RealTime IT News

Mobile Video: The Last Eyeballs

It's the end of attention.

The few crumbs of spare attention anyone has left over from the barrage of daily media will soon be eaten up by "video snacks," little chunks of content delivered to cell phones to fill those awkward moments when no one is calling, texting or e-mailing us.

On Thursday, SmartVideo Technologies announced a content deal with Two Minute Television, a production company that specializes in entertainment for teentsy attention spans. The two companies will offer a free, ad-supported mobile TV channel featuring shows like "Adventures in Speed Dating."

SmartVideo takes broadcast-quality video and transmutes it for the small screen. It plans to let users subscribe directly while also offering the service to content creators and mobile network operators. The SmartVideo catalog includes programming from ABC News, NBC Universal, Fox Sports and The Weather Channel.

"It just depends on who wants to own the subscribers," said Richard Bennett, SmartVideo CEO. "If we're working for the telco, we act as a content aggregator, and provide that content into their network. If we're working for a content company like a major studio, we would manage their content library and distribute it to subscribers directly."

Bennett said that in the last nine months, interest in mobile content has caught fire. "It used to be incredibly difficult to get content creators," he said. "Now, we get 50 to 75 audition reels a day."

That interest is fueled by what ABI Research says could be a $27 billion business by 2010. But ABI analyst Ken Hyers said that money would be spread around more than in today's mobile data market.

"Initially, we'll see Sprint, Verizon and eventually Cingular powering some of these one-to-one video services over the network, [with] the paradigm we have now," Hyers said. But the delivery model will move to one-to-many digital broadcast networks, much like regular TV networks, with content streamed to devices.

"Once the digital broadcast networks come on board, you'll see 10 to 12 percent of wireless customers signing up by 2010," he said. They'll pay $10 to $15 a month for all-you-can-eat video; Hyers thinks $10 a month is the real sweet spot in terms of getting subscribers. The telcos will sign deals with the companies that run digital broadcast networks, but do the billing themselves, so they can control the customer relationship, Hyers said.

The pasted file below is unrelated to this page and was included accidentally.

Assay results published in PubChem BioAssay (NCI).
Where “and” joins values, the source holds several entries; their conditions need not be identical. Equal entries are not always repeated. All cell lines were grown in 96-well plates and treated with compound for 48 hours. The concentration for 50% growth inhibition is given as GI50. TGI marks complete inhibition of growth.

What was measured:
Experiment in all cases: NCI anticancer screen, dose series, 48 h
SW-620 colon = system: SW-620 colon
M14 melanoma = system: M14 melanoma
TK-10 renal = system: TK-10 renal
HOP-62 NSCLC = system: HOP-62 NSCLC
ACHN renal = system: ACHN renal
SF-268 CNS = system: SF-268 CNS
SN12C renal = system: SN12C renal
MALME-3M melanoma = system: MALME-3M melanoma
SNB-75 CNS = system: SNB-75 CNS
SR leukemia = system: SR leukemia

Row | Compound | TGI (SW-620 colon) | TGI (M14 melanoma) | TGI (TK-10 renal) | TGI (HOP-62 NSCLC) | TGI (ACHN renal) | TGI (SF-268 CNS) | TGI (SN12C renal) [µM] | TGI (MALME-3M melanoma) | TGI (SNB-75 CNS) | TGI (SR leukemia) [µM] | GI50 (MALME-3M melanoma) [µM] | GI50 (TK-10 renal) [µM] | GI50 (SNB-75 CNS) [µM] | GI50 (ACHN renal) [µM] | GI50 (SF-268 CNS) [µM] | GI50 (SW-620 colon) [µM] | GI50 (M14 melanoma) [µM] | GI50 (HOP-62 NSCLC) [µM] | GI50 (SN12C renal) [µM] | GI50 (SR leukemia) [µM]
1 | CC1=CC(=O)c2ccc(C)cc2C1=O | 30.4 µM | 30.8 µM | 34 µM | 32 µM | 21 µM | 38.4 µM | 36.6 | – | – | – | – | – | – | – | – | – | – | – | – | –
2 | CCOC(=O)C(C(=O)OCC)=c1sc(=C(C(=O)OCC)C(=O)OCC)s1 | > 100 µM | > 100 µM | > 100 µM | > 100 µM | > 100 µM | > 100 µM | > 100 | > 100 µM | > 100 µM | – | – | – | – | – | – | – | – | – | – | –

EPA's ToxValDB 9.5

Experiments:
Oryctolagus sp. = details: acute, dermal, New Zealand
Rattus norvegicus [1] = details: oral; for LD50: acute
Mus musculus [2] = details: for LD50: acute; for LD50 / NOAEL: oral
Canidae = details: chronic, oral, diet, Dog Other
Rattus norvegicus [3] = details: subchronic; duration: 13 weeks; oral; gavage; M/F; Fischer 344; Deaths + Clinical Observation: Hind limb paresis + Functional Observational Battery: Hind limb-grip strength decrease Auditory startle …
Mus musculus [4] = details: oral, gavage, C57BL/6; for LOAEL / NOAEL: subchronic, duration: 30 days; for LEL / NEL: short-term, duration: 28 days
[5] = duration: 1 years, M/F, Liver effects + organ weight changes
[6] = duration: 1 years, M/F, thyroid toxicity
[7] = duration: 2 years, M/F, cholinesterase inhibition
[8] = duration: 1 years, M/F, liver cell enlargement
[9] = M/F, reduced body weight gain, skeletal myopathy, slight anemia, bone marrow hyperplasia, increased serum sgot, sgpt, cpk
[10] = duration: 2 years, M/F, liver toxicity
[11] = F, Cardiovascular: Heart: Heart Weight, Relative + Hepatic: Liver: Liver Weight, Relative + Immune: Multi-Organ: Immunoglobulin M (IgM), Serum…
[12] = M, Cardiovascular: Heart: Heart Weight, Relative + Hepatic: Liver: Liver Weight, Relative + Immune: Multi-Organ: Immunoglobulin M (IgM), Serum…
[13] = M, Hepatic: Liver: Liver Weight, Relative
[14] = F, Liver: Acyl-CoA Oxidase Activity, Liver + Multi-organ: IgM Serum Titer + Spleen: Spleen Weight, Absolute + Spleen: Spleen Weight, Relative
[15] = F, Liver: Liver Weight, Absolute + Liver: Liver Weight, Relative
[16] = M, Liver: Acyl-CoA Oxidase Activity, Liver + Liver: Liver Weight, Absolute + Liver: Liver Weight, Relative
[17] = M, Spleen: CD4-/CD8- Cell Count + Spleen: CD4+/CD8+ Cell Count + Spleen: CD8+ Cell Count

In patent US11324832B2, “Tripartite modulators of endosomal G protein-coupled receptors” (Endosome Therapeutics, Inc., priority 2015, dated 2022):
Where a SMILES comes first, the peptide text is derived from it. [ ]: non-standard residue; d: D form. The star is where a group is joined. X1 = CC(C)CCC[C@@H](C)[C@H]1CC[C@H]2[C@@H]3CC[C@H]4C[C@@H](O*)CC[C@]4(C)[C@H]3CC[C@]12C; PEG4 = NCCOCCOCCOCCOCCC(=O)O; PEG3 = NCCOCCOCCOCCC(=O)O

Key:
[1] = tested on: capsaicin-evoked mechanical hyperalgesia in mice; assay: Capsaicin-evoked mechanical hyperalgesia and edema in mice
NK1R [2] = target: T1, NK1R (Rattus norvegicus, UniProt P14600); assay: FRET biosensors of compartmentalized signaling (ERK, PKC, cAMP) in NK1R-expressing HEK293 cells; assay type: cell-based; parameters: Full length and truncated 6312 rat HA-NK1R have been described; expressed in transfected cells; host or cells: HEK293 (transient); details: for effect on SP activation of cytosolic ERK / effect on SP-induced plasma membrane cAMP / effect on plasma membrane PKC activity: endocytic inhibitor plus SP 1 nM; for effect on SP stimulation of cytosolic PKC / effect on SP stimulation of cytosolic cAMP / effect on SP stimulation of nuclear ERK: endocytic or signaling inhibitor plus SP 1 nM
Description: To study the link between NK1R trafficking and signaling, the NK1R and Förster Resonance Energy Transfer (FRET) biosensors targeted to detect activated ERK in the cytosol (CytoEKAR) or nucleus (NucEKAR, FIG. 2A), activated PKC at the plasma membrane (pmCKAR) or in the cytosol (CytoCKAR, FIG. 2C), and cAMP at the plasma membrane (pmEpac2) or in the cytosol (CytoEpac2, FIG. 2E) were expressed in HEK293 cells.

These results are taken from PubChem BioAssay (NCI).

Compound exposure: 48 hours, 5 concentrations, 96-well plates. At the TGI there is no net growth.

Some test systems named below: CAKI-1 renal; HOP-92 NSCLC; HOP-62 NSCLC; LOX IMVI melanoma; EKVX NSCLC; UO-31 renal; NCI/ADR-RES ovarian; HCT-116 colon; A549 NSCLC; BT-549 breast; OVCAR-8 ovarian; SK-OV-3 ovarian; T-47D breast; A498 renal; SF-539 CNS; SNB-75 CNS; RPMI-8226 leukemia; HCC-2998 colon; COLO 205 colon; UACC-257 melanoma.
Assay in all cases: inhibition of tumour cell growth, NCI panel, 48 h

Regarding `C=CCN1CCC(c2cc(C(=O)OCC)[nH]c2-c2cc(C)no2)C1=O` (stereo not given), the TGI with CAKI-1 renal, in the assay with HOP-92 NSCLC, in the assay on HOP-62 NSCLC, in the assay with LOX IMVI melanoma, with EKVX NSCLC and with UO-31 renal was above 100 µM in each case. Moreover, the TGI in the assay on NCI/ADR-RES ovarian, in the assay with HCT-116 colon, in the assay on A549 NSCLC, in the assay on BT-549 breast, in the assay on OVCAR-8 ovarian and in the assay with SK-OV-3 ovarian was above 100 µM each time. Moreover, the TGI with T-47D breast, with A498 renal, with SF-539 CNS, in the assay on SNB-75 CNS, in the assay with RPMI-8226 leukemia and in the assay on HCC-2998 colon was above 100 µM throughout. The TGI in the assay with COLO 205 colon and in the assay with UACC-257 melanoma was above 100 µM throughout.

This fledgling business is already adding up to more than chump change.

Sprint just announced a deal with Warner Brothers Online to launch "Looney Tunes and Friends." The mobile video channel is now available on Sprint PCS Vision Multimedia Services. Sprint's streaming audio and video services went live in August 2004. Verizon launched its VCAST service in January 2005. The $15 subscription fee includes unlimited Web browsing and specially tailored programs from major media including NBC, News Corp. and 20th Century Fox. According to Hyers' estimates, Verizon has around 450,000 video subscribers, each paying $15 a month.

PacketVideo, a provider of supplier of embedded multimedia communications software for mobile phones, powers the handset software for the VCAST service. The company has waited for mobile video to take off since before the turn of the century.

Joel Espelien, PacketVideo vice president of strategy, said the operators' moves to faster networks have finally made cell phone video possible, while smart phones with memory enabled the move from browser-based mobile content to all-in-one applications for finding and viewing video on the phone, an experience that's more acceptable to consumers.

"We have faster networks, and the devices themselves continue to march along, better, faster, cheaper. We're now capable of doing very nice video on phones," he said.

With mobile phones our constant companions when we're out, and the TV the audio track of our home lives, it seems inevitable that TV should follow us out the door.

"Mobile TV is part of the whole on-demand world we're moving toward, where I want my information anywhere, any time," said Michael Tchong, trendspotter and founder of the marketing company Ubercool. It plays into several current and emerging trends, Tchong said, including time compression, personalization and what he called "control-freaking."

Tchong sees a big future for mobile video advertising. "There's a lot of upside potential for on-demand infomercials as well," he said. "The information or advertising provider will pay the carrier fee. The subscriber will get the equivalent of a toll-free number to call."

Bennett of SmartVideo agreed. "Long-term, we think ad support is going to be the predominant method for getting it out there, replacing the subscription models," he said. He said the company had signed on several mainstream brands for its free channels, whose names he could not divulge, including beverage, sports apparel and clothing manufacturers.

But the prospect of a populace of walking couch potatoes is daunting. Will we be able to talk to each other at all?

Jacqueline Whitmore, author of "Business Class: Etiquette Essentials for Success at Work" and Sprint's cell phone etiquette spokeswoman, said mobile TV will only add to the attention deficit she's already seeing. While the tiny screen is even more magnetic when it's playing video, she said, "It boils down to common sense: The person you're with should take priority over the telephone."

Whitmore did have one special pointer for kindly mobile video junkies who don't want to jar those around them with the honks of Daffy Duck or the whaps and cheers of the NBA Playoffs: "Wear an earphone!"